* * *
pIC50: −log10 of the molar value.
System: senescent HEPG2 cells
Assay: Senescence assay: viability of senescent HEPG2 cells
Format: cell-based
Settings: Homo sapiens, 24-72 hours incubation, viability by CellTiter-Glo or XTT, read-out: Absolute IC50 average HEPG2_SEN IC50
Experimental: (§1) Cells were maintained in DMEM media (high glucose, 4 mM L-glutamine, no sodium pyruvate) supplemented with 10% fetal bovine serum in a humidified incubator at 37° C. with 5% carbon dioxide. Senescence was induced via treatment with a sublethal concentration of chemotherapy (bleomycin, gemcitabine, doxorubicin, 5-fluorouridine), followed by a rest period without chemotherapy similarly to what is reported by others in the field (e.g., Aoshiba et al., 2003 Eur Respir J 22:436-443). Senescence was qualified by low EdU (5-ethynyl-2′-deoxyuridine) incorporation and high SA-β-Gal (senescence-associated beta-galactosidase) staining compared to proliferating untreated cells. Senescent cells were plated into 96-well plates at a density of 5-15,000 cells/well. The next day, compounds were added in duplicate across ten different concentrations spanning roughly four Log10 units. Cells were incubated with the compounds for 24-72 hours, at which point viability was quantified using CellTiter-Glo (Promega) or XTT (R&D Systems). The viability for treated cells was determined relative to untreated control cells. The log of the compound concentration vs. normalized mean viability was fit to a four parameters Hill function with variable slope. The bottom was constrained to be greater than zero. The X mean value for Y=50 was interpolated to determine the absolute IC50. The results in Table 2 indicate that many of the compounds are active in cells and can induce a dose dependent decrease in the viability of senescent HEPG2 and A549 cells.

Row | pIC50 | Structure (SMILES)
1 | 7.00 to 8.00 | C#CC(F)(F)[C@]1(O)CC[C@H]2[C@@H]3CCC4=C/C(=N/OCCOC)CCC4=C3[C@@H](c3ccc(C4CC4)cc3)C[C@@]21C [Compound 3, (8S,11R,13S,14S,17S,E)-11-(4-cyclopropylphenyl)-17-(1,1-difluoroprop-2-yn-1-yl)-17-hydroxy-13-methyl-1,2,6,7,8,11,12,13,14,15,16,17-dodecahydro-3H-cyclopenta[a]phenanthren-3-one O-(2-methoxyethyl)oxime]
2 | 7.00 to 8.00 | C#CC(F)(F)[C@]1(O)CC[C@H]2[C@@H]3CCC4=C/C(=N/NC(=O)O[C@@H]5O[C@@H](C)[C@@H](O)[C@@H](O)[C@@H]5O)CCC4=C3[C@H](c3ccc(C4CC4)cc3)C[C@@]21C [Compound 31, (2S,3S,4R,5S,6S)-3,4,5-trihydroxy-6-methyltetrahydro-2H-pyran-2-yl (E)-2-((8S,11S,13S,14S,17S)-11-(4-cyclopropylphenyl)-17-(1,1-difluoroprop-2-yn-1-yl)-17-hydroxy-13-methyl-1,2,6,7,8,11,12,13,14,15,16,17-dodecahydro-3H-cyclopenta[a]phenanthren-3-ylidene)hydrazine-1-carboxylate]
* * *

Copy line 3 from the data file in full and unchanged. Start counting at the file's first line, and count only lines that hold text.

Assay: Senescence assay: viability of senescent HEPG2 cells